Museum Textile Services recently conserved a valance made by author, artist, and lay preacher Sarah Elizabeth (Harper) Monmouth (1829-1887), whose name is synonymous among Canterbury, New Hampshire, historians with the phenomenon of the “Worsted Church.” One of literally dozens of decorative textiles made by Monmouth between 1871 and 1879, this eight-foot-long valence is composed of brushed cotton twill flannel and paper cut outs from printed wallpaper. The effect from just one of these textiles is a bit dizzying and confusing to the eye, so an entire church full of Monmouth's textiles must have been a true Victorian work of art.
The valance was lightly pressed with a warm iron through muslin on the front, and through damp muslin on the back, in an attempt to correct planar distortions and paper folds. The lightest creases released easily, while deep creases around the worst tide-lines had a strong memory. It was while pressing the valance that we detected an odor of urine, so we decided to fumigated the valance with Chlorine Dioxide to reduce the smell.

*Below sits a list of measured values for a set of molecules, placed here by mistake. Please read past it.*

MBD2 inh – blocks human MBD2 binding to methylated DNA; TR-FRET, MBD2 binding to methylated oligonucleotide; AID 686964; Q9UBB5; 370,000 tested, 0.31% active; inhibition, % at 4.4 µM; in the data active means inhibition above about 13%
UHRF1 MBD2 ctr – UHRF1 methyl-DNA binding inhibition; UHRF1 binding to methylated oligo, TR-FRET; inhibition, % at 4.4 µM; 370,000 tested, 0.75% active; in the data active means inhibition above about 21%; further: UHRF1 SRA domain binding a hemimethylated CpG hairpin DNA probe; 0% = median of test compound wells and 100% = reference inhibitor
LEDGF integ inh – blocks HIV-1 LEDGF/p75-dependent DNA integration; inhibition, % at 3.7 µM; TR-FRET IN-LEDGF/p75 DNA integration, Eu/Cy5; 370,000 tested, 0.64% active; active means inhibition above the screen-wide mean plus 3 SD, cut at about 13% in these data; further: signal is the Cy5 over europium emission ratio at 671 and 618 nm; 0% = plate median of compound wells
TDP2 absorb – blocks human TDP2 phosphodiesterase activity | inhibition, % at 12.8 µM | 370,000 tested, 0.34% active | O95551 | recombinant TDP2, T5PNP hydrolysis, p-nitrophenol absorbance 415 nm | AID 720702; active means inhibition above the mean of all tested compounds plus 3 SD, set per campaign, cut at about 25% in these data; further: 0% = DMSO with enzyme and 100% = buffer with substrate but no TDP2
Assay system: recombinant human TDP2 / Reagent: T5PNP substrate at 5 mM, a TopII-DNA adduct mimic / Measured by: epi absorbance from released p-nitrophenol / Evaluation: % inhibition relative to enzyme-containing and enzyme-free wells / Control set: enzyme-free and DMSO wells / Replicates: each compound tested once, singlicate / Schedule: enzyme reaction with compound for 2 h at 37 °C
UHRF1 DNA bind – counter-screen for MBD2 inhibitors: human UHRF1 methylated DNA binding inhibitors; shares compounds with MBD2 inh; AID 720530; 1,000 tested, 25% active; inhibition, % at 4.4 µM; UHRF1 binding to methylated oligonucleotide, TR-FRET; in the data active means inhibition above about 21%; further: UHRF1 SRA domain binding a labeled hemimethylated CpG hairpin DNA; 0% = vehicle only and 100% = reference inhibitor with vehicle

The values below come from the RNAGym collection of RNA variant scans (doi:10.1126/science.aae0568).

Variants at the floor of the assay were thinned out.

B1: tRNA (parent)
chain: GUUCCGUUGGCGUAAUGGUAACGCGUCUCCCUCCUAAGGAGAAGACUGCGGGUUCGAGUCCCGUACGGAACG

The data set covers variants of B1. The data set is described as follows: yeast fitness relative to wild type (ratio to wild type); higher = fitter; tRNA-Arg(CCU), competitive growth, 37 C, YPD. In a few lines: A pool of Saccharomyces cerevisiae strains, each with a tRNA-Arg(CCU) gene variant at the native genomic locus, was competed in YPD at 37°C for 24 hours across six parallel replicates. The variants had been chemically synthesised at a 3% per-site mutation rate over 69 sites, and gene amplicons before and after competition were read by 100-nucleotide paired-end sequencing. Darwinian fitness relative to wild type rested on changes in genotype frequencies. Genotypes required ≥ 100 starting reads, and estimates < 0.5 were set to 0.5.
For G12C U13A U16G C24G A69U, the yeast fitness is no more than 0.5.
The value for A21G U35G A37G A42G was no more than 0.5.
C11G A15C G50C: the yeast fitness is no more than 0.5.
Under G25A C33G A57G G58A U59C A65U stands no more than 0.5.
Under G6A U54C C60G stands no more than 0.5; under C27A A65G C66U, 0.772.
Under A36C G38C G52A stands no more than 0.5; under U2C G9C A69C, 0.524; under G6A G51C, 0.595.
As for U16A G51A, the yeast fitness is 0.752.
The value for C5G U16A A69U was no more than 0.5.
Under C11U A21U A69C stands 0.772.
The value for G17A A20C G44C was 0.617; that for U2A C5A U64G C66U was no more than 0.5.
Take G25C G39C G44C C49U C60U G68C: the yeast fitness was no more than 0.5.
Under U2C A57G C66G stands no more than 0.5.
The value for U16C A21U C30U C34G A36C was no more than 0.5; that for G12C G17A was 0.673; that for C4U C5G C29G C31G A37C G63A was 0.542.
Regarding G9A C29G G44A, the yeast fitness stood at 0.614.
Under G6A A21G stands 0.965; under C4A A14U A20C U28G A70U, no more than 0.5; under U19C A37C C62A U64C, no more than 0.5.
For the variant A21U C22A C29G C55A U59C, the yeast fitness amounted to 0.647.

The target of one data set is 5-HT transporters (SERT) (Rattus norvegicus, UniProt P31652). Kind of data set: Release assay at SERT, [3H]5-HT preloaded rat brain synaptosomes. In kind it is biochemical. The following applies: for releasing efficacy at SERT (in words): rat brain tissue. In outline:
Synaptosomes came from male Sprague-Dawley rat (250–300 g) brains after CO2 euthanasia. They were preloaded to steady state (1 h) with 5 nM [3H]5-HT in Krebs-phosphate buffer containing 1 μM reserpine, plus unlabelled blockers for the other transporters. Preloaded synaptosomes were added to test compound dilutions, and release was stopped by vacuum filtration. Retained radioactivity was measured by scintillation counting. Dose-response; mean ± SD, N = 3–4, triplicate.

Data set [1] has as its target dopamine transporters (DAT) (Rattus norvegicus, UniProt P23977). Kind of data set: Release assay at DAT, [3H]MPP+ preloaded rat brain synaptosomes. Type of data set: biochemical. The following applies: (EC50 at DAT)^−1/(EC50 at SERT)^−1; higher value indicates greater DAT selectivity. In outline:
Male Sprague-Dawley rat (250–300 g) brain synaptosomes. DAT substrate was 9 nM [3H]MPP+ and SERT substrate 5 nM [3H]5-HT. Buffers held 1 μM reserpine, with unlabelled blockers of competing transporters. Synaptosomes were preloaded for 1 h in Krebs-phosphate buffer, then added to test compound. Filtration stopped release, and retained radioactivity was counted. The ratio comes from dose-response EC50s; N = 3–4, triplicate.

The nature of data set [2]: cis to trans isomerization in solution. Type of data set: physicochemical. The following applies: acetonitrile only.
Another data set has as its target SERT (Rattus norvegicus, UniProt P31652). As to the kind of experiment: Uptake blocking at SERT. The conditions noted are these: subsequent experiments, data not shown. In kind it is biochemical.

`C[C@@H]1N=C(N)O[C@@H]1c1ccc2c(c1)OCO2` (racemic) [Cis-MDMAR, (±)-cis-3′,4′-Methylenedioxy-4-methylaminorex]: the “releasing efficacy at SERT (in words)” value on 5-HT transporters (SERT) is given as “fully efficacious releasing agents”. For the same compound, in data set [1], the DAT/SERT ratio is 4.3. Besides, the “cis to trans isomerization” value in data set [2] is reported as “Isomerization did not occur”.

After fumigation, the worst areas of lifting paper were readhered back to the canvas using BEVA 371 film. A strip of BEVA was placed behind the area that needed to be readhered, and the shape of the wallpaper cutout was carefully traced onto the paper backing of the adhesive film. The custom-cut adhesive shape was then tacked to the underside of the wallpaper, and finally adhered to the cotton fabric using a tacking iron at low heat. The final treatment was to repair several holes in the white fabric with cotton underlays and nylon net overlays. After conservation, the valance was rolled on an archival storage tube.
We were very excited to have the opportunity to conserve this truly unique object. It was a joy to learn more about Sarah E. Monmouth, who is an inspiration to anyone who has ever found solace and healing in the art of handicrafts.